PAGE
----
All I can see on the AMD front around the £30 motherboard mark are GeForce 7050 or 6100 AM2+ based boards. The cheapest AM3 motherboard currently available in the UK is an MSI 770-C45 AMD 770 for £50.

    Given that DDR3 is still around 1.5 times the price of DDR2, the only way to build a cheaper AMD based Quad core solution is by plugging it into an AM2+ motherboard with DDR2. So lets see some benchmarks of this chip in exactly that sort of set up.
  • 0 Hide
    wild9 , 18 September 2009 08:28
    Hiya Kulwant,

    I wouldn't expect it to perform as good in an AM2+..if that were the case, wouldn't AMD be shooting itself in the foot, so to speak? On the other hand I wouldn't expect the actual difference to be huge, either.

    For anyone that has an older system and wants some more grunt for say, transcoding or running games like GTA IV, I can't really see a problem with it especially at this price point. I reckon you'd be able to get some decent overclocks even on AM2+ as well. For around the same money as a dual-core CPU my clients can now go Quad, if they need it. Some do go AM3, and boards like that £50 seem to have an awful lot of bang for the buck compared to Intel, but most just have older boards that need a bit of a boost. The Intel alternative is simply beyond their price point but naturally it comes down to who the client is and their personal preference.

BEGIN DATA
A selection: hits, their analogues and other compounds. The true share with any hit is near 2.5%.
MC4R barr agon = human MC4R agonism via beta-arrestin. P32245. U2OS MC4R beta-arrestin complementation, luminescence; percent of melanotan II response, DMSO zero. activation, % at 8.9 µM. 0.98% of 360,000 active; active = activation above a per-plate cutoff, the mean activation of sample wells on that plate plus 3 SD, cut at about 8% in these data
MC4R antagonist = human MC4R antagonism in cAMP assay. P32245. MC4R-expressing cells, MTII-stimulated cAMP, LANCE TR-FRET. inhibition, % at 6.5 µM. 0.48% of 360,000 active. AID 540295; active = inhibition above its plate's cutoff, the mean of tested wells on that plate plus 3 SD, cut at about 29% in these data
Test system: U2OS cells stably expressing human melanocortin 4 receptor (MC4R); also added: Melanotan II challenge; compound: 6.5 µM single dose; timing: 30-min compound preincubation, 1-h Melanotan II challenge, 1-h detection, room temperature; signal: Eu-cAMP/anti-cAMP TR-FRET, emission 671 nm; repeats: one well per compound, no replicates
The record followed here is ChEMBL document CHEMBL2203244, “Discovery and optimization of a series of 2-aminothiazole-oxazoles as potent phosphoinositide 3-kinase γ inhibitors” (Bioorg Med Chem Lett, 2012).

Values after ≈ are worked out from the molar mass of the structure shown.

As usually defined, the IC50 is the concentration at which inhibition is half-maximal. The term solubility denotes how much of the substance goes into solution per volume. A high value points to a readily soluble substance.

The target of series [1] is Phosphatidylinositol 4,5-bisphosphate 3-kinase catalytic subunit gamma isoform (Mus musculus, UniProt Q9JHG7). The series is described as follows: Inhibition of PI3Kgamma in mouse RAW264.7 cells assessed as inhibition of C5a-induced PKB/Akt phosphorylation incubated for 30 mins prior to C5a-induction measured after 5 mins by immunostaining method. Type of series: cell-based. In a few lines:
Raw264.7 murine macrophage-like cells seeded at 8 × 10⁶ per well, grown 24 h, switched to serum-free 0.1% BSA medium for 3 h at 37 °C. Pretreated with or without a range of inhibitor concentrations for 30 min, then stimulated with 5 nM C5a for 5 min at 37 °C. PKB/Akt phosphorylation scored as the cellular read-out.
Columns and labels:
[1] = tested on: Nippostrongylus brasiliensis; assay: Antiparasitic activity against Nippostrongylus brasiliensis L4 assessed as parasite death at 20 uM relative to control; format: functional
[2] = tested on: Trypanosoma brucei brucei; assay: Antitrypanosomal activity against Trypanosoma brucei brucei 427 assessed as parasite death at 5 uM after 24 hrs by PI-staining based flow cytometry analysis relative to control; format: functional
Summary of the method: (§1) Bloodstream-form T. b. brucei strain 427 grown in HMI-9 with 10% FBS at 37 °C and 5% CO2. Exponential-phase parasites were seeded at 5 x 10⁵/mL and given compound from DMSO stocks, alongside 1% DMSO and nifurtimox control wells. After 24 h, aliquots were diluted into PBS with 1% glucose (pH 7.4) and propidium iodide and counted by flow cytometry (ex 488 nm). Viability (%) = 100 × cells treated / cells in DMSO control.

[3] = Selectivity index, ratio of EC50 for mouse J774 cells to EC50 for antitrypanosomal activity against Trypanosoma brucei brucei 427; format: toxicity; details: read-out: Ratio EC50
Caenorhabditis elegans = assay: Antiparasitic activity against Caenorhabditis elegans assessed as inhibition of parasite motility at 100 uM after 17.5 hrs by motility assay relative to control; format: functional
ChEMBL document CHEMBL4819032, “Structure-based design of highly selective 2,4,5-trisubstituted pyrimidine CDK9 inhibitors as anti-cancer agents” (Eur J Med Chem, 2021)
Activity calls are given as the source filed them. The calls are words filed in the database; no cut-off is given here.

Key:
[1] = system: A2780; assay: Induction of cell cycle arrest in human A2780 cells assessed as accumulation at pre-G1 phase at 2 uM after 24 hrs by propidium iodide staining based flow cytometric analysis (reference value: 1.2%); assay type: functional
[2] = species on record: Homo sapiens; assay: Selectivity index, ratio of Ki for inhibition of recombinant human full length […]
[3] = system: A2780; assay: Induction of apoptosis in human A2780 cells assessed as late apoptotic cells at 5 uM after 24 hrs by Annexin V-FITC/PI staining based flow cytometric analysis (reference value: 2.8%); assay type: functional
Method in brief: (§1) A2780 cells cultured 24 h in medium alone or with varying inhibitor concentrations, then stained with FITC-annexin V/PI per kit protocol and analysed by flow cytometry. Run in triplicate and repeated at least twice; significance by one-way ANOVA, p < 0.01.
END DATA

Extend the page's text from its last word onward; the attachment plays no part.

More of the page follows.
• 1 Hide
    psiboy , 20 September 2009 19:11
    Would it have been so hard to include the Phenom II 720 X3 BE ? 3 core curiosity to compare vs these processors?
  • 1 Hide
    Rescator , 21 September 2009 03:09
    Here's a quick way to compare relative performance:
    Normalized Performance Rating CPU chart
    AMD Phenom II X3 720 BE Heka 3 AM3 x64, SSE4A 4.10
    AMD Athlon II X4 620 Propus 4 AM3 x64, SSE4A 3.93

    Hardly any difference just ~4%, so it's more about price than performance between those two.
  • 0 Hide
    wild9 , 27 September 2009 01:57
    Thanks Rescator. If Santa doesn't bring me one of these I'm gonna kick him in the belly 16 times for every core I lose out on.
  • 1 Hide
    leexgx , 29 September 2009 10:24
    i got an II X4 620 (the AMD II X2 the retail heatsink does not warm up under full load) and there is no heat issues at all the thing runs at 35-40c constantly removing the L3 cache really does lower the temps a lot even the Phemon II runs hot when its idle

    now i can use an Quad core AMD cpu with out having to buy an very big heatsink to cool it
  • 1 Hide
    Anonymous , 30 September 2009 21:57
    just bare in mind guys. its a quadcore from athlon, and although it's not specified,it's 2.6GHz per processor. which means this darn chip doesn't actualy need a meter of cpu usage because it's four times faster and could possibly have no limits. i say thumbz up to athlon. i really need to get myself one of these.